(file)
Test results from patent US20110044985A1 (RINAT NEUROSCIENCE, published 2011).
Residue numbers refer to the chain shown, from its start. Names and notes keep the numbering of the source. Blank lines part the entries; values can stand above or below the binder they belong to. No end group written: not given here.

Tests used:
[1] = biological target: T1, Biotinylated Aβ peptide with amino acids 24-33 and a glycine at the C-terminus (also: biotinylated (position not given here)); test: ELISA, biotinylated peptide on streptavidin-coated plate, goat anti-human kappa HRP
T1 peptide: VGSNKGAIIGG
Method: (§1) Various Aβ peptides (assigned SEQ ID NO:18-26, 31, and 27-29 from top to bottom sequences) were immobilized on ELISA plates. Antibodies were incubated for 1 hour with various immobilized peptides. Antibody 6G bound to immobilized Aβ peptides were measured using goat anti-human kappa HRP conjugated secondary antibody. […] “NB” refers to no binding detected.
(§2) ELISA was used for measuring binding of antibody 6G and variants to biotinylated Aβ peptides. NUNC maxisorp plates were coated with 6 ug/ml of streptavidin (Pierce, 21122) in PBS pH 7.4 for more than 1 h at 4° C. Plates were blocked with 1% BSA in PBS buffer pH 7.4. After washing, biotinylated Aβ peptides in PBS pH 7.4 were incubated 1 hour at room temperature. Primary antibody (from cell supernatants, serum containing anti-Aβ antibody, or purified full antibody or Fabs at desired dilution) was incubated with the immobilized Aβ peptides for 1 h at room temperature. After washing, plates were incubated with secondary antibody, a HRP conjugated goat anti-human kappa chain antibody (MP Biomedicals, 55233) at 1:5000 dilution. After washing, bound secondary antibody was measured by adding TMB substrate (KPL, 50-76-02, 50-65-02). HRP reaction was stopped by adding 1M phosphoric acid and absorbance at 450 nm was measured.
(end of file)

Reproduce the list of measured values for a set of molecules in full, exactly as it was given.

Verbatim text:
Test results from patent US20110044985A1 (RINAT NEUROSCIENCE, published 2011).
Residue numbers refer to the chain shown, from its start. Names and notes keep the numbering of the source. Blank lines part the entries; values can stand above or below the binder they belong to. No end group written: not given here.

Tests used:
[1] = biological target: T1, Biotinylated Aβ peptide with amino acids 24-33 and a glycine at the C-terminus (also: biotinylated (position not given here)); test: ELISA, biotinylated peptide on streptavidin-coated plate, goat anti-human kappa HRP
T1 peptide: VGSNKGAIIGG
Method: (§1) Various Aβ peptides (assigned SEQ ID NO:18-26, 31, and 27-29 from top to bottom sequences) were immobilized on ELISA plates. Antibodies were incubated for 1 hour with various immobilized peptides. Antibody 6G bound to immobilized Aβ peptides were measured using goat anti-human kappa HRP conjugated secondary antibody. […] “NB” refers to no binding detected.
(§2) ELISA was used for measuring binding of antibody 6G and variants to biotinylated Aβ peptides. NUNC maxisorp plates were coated with 6 ug/ml of streptavidin (Pierce, 21122) in PBS pH 7.4 for more than 1 h at 4° C. Plates were blocked with 1% BSA in PBS buffer pH 7.4. After washing, biotinylated Aβ peptides in PBS pH 7.4 were incubated 1 hour at room temperature. Primary antibody (from cell supernatants, serum containing anti-Aβ antibody, or purified full antibody or Fabs at desired dilution) was incubated with the immobilized Aβ peptides for 1 h at room temperature. After washing, plates were incubated with secondary antibody, a HRP conjugated goat anti-human kappa chain antibody (MP Biomedicals, 55233) at 1:5000 dilution. After washing, bound secondary antibody was measured by adding TMB substrate (KPL, 50-76-02, 50-65-02). HRP reaction was stopped by adding 1M phosphoric acid and absorbance at 450 nm was measured.